• A.

      Alteration in the penicillin binding proteins

    • B.

      Production of chromosomal beta-lactamase

    • C.

      Efflux pump activity

    • D.

      Change in porin channels

    • E.

      Production of plasmid-mediated beta-lactamase

    Correct Answer
    A. Alteration in the penicillin binding proteins
    Explanation
    The isolate from pus is Streptococcus pneumoniae, one of the common agents of community acquired pneumonia in children, and the penicillin resistance is due to alteration in the penicillin binding proteins (PBPs). Pleural empyema can occur as a complication especially in small children and the elderly.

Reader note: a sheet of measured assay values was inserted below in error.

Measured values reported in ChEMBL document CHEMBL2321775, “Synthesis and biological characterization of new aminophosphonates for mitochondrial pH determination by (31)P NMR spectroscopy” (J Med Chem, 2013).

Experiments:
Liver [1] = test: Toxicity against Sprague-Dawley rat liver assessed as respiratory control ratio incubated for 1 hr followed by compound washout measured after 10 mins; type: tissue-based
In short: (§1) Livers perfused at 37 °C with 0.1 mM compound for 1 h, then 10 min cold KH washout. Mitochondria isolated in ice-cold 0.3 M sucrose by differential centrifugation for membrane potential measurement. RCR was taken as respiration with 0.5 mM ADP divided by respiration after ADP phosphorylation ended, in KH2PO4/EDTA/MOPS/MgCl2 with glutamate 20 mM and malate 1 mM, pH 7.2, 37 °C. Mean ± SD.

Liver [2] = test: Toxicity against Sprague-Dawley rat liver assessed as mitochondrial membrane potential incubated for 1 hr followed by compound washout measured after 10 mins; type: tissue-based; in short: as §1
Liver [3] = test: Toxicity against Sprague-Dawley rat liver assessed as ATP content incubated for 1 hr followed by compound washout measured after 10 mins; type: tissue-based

PBPs are membrane-associated serine peptidases required for biosynthesis of peptidoglycan, an important constituent of bacterial cell wall. Penicillin has the ability to bind and inactivate the PEPs so that peptidoglycan synthesis is blocked. Of the 6 PEPs found in S,pneumoniae, PEPs la, 2b, and 2x are the major targets associated with activities of penicillin and some cephalosporirs. Pneumococcal resistance is attributed to alteration in these PBPs. The PEPs are under chromosomal control of the bacterium and low affinity variants may result by mutations in the strain. Altered PBPs can also occur as a result of recombination with foreign DNA sequences that code for low affinity PEPs in other pneurnococcal strains or closely related species. Low level resistance mainly depends or alterations in PEP 2x. High level resistance requires a combination of altered PEPs la, 2b, and 2x.